Brain damage after high altitude climbing

Tue, 02 Jan 2018, by Wayne Radinsky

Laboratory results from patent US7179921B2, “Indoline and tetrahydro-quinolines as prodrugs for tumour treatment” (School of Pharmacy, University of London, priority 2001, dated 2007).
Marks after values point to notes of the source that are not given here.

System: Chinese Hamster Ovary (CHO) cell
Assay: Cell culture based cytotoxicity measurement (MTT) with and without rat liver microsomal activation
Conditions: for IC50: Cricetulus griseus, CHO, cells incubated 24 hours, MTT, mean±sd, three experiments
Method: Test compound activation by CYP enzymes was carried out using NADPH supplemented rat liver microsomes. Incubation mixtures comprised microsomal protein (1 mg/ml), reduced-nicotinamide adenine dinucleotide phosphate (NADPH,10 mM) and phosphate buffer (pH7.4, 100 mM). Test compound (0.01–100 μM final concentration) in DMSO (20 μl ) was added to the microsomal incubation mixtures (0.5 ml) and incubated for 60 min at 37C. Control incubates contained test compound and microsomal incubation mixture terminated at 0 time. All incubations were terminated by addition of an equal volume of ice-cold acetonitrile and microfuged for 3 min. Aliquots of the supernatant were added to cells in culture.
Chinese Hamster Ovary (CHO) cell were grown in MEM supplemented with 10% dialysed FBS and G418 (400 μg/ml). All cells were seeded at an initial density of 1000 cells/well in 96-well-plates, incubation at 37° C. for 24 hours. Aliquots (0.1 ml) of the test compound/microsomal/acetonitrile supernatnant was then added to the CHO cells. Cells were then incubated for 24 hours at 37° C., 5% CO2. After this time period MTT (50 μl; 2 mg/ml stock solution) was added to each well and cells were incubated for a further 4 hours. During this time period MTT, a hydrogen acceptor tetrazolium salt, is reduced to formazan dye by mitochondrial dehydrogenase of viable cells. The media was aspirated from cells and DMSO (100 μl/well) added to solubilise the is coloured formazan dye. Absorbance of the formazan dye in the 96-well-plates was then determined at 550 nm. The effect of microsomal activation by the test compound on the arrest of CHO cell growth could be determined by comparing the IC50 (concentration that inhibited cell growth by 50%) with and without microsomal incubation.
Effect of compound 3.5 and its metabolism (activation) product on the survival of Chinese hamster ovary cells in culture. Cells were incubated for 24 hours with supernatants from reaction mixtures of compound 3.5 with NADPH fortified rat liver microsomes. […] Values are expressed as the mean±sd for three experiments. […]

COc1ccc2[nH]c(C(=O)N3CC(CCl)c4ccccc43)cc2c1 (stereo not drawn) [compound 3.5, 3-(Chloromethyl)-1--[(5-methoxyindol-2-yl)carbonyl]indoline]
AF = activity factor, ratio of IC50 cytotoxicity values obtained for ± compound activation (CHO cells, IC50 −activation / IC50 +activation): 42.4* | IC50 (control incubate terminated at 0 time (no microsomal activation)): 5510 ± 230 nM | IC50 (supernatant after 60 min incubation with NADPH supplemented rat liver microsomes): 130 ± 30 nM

Brain damage after high altitude climbing found by MRI and magnetic resonance spectroscopy (MRS). "We recruited 35 climbers consecutively (12 were professional and 23 were amateur) in 4 expeditions without supplementary oxygen: 12 professionals and one amateur went up to Mt. Everest (8848 m), 8 amateurs to Mt. Aconcagua (6959 m), 7 amateurs to Mont Blanc (4810 m), and 7 amateurs to Mt. Kilimanjaro (5895 m). The mean age was 33.8 years (range: 22-46). All of them underwent general medical examination, standard blood tests, and MRI of the brain after the expeditions. MRI also was carried out in a control group of 20 healthy subjects. Single-voxel MR spectroscopy was carried out in 14 amateur subjects after the expeditions and in 10 healthy controls. As outcome measures, we evaluated changes in the hematocrit value, presence of cerebral lesions on MRI, as well as atrophy and dilatation of Virchow-Robin spaces, and differences in the metabolite ratios obtained from brain MRS in comparison with controls."